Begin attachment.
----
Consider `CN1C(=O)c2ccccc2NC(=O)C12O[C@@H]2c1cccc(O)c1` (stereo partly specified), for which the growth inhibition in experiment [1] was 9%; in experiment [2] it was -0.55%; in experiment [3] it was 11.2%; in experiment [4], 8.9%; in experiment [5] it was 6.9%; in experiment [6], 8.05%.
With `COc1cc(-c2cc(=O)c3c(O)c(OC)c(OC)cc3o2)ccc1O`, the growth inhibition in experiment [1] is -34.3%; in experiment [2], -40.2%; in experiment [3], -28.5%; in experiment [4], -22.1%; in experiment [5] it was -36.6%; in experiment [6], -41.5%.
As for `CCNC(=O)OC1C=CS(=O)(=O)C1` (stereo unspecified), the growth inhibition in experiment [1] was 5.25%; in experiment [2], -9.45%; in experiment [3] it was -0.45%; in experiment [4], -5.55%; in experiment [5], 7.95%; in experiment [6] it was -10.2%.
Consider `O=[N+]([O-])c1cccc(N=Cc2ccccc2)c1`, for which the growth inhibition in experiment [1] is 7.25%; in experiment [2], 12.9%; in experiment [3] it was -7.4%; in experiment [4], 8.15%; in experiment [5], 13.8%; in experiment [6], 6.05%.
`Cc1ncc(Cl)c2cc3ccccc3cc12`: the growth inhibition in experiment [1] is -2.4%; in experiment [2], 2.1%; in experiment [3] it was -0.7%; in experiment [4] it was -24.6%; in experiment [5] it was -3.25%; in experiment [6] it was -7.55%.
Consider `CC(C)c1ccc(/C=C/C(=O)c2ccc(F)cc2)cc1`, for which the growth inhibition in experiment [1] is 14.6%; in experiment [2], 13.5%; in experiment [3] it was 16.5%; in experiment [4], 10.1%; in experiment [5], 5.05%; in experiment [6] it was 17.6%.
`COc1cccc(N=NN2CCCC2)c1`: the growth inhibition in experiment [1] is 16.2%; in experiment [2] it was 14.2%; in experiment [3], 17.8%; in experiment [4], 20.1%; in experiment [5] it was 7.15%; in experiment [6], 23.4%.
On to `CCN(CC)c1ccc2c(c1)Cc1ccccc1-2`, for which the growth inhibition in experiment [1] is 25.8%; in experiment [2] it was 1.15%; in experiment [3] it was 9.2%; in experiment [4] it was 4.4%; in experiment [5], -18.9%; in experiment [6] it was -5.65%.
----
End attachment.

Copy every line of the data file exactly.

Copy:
Consider `CN1C(=O)c2ccccc2NC(=O)C12O[C@@H]2c1cccc(O)c1` (stereo partly specified), for which the growth inhibition in experiment [1] was 9%; in experiment [2] it was -0.55%; in experiment [3] it was 11.2%; in experiment [4], 8.9%; in experiment [5] it was 6.9%; in experiment [6], 8.05%.
With `COc1cc(-c2cc(=O)c3c(O)c(OC)c(OC)cc3o2)ccc1O`, the growth inhibition in experiment [1] is -34.3%; in experiment [2], -40.2%; in experiment [3], -28.5%; in experiment [4], -22.1%; in experiment [5] it was -36.6%; in experiment [6], -41.5%.
As for `CCNC(=O)OC1C=CS(=O)(=O)C1` (stereo unspecified), the growth inhibition in experiment [1] was 5.25%; in experiment [2], -9.45%; in experiment [3] it was -0.45%; in experiment [4], -5.55%; in experiment [5], 7.95%; in experiment [6] it was -10.2%.
Consider `O=[N+]([O-])c1cccc(N=Cc2ccccc2)c1`, for which the growth inhibition in experiment [1] is 7.25%; in experiment [2], 12.9%; in experiment [3] it was -7.4%; in experiment [4], 8.15%; in experiment [5], 13.8%; in experiment [6], 6.05%.
`Cc1ncc(Cl)c2cc3ccccc3cc12`: the growth inhibition in experiment [1] is -2.4%; in experiment [2], 2.1%; in experiment [3] it was -0.7%; in experiment [4] it was -24.6%; in experiment [5] it was -3.25%; in experiment [6] it was -7.55%.
Consider `CC(C)c1ccc(/C=C/C(=O)c2ccc(F)cc2)cc1`, for which the growth inhibition in experiment [1] is 14.6%; in experiment [2], 13.5%; in experiment [3] it was 16.5%; in experiment [4], 10.1%; in experiment [5], 5.05%; in experiment [6] it was 17.6%.
`COc1cccc(N=NN2CCCC2)c1`: the growth inhibition in experiment [1] is 16.2%; in experiment [2] it was 14.2%; in experiment [3], 17.8%; in experiment [4], 20.1%; in experiment [5] it was 7.15%; in experiment [6], 23.4%.
On to `CCN(CC)c1ccc2c(c1)Cc1ccccc1-2`, for which the growth inhibition in experiment [1] is 25.8%; in experiment [2] it was 1.15%; in experiment [3] it was 9.2%; in experiment [4] it was 4.4%; in experiment [5], -18.9%; in experiment [6] it was -5.65%.